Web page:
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Thread: 10 week old latches, unlatches, every feed - [Super long]

  1. #11

    Default Re: 10 week old latches, unlatches, every feed - [Super long

    It sounds like things are getting better. Definitely reduce the length of blocks or even stop block feeding if that feels right-you want to go by how you feel, more than anything else. Nursing one side at a time is how many babies nurse, that is just normal. Nursing both sides is normal to-it just depends on variables such as production, breast storage capacity, baby's preference, and it usually changes over time.

    Things seem to be getting better rather than worse,
    that is good! Unpredictable feeding patterns are normal. As long as baby is getting enough milk overall, you have no worries.

    By the way, can one breast produce more?
    Yes, in fact one side usually produces more milk than the other.

  2. #12

    Default Re: 10 week old latches, unlatches, every feed - [Super long

    OK, so my son still unlatches/relatches on occasion but usually this seems to be because he is tired, gassy or full and seems to think he's still hungry (as evidenced by the fact I can put him down for awhile and he'll be perfectly content, but he always still tries to take the boob if offered). I thought babies wouldn't take the breast if they weren't hungry, but if I don't take him out of the breastfeeding position, he'll keep trying to latch and fuss even if he is fine without feeding for a bit. He also still won't take any position that isn't upright very well.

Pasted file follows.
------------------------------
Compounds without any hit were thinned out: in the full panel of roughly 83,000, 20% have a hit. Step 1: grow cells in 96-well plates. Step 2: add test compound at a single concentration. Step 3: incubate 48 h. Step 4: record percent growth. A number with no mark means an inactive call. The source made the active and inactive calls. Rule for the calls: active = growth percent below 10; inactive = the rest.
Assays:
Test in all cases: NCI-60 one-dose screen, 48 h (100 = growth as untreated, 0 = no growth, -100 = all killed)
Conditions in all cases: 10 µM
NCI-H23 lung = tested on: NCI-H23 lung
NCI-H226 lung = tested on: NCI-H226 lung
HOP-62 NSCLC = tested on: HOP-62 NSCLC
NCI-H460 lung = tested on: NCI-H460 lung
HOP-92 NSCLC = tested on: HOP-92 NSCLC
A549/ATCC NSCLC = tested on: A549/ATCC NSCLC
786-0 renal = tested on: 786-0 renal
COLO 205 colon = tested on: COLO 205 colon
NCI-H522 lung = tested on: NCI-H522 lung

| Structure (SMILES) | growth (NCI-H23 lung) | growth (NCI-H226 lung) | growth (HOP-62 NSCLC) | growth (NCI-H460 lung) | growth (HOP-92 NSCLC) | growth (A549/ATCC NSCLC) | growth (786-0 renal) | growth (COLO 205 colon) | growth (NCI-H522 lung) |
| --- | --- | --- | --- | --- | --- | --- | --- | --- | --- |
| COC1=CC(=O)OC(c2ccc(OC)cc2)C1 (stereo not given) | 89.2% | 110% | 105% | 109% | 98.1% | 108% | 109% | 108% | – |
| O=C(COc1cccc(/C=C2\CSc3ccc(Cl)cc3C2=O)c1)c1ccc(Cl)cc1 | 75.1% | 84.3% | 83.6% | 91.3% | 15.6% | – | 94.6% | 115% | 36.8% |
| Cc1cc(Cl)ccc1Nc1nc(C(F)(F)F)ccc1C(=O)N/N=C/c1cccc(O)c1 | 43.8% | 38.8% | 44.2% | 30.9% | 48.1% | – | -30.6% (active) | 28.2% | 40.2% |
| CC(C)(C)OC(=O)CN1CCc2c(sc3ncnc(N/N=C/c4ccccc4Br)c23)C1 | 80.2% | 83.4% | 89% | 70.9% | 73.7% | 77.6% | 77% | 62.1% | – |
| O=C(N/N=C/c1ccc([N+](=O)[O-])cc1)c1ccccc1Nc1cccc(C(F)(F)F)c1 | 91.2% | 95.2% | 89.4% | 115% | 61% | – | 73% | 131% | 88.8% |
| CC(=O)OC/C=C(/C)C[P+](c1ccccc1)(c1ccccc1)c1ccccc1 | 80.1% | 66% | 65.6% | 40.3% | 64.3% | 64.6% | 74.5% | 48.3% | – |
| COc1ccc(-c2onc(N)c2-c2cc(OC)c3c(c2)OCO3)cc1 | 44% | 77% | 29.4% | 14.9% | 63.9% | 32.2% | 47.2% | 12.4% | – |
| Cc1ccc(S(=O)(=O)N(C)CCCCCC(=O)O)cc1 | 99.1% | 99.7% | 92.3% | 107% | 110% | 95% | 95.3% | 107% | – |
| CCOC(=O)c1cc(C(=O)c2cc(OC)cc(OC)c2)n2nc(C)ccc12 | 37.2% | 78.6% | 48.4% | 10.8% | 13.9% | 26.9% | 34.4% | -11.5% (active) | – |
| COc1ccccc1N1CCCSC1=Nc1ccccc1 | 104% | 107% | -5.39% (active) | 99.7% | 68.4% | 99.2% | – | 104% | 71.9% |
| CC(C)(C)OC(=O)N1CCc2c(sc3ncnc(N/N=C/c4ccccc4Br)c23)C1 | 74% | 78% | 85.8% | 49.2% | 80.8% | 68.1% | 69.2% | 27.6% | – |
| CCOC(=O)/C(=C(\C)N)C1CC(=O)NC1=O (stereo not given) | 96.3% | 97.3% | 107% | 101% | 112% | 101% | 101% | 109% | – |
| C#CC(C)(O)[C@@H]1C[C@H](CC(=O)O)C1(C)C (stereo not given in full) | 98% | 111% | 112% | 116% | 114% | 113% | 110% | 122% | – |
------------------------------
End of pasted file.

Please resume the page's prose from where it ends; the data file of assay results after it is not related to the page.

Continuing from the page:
I have continued researching infant GERD and I just don't feel 100% right about the symptoms because he never seems to be in pain, so I wanted to look for other options.

    I saw a post here from a few years back that talked about lactose overload. Basically, it seems, getting too much foremilk and becoming fussy as a result of the gas buildup and thinking they are hungry because of the pain in their bellies and actually being hungry because of the thinner milk. This seems more likely to me, as he gets full within 2-5 minutes but eats very frequently as I mentioned.

    The issue I'm having is trying to correct this. My left breast seems to be producing fine as my son rarely gets choked up on it, but my right breast is still often very full, painful, and leaking through pads. I have continued to feed on one breast for at least two feeds in a row because I am afraid that he isn't getting the hindmilk when he eats such a short time and his feeds are often close together, so I try to use the same breast for 2 hours. By then, my right one is leaking or not fully drained depending on if I've been using it. How on earth can I fix the oversupply in one breast without lowering the supply in the other?

    Also, my main concern why I am not sure to rule out GERD is that my son has wet burps, frequent hiccups and sounds rattly, like he has something wet in his lungs. However, this seems to all be after he feeds and it seems like he is often choking and even inhaling the milk. I know you are not doctors, but any thoughts on that and if it may mean GERD or simply is an issue from the oversupply? It seems almost like he can't figure out how to drink without inhaling milk though he doesn't seem disturbed by any of it or in pain like reflux babies seem to be. I don't want to push GERD when I go the ped tomorrow and put him on meds if it's not, especially since he'll be 3 months soon and I heard that GERD actually gets better by then usually and he has suddenly had these symptoms and gotten "worse".

    He is still eating every 20 minutes or less when awake and is basically not able to be put down for a nap because he always wakes up and believes he is hungry and will get upset unless I feed him. I've spent 100% of my time with him this week as a result, babywearing him and I think I won't even get out of bed for most of today but instead try to get some work done on my laptop while he's asleep. But, thank you, you've all been very helpful with making me feel more in control of the situation and I am so thankful we've been able to continue to feed at all.